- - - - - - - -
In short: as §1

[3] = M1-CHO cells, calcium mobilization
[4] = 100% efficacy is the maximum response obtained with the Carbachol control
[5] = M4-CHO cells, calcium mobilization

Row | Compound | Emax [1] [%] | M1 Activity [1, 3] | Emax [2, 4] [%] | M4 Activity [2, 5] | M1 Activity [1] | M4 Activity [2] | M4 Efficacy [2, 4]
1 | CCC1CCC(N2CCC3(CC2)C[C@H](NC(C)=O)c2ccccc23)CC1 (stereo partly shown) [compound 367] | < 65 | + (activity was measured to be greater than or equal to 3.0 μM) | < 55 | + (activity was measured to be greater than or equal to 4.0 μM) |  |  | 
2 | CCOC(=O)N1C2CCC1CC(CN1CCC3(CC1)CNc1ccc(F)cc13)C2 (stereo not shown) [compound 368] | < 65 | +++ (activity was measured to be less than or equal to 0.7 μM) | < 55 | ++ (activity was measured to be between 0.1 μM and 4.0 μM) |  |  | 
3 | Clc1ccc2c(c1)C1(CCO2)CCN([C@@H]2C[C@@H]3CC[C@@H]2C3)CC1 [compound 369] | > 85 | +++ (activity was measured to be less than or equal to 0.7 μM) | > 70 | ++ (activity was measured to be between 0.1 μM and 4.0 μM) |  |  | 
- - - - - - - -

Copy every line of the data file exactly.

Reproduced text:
In short: as §1

[3] = M1-CHO cells, calcium mobilization
[4] = 100% efficacy is the maximum response obtained with the Carbachol control
[5] = M4-CHO cells, calcium mobilization

Row | Compound | Emax [1] [%] | M1 Activity [1, 3] | Emax [2, 4] [%] | M4 Activity [2, 5] | M1 Activity [1] | M4 Activity [2] | M4 Efficacy [2, 4]
1 | CCC1CCC(N2CCC3(CC2)C[C@H](NC(C)=O)c2ccccc23)CC1 (stereo partly shown) [compound 367] | < 65 | + (activity was measured to be greater than or equal to 3.0 μM) | < 55 | + (activity was measured to be greater than or equal to 4.0 μM) |  |  | 
2 | CCOC(=O)N1C2CCC1CC(CN1CCC3(CC1)CNc1ccc(F)cc13)C2 (stereo not shown) [compound 368] | < 65 | +++ (activity was measured to be less than or equal to 0.7 μM) | < 55 | ++ (activity was measured to be between 0.1 μM and 4.0 μM) |  |  | 
3 | Clc1ccc2c(c1)C1(CCO2)CCN([C@@H]2C[C@@H]3CC[C@@H]2C3)CC1 [compound 369] | > 85 | +++ (activity was measured to be less than or equal to 0.7 μM) | > 70 | ++ (activity was measured to be between 0.1 μM and 4.0 μM) |  |  | 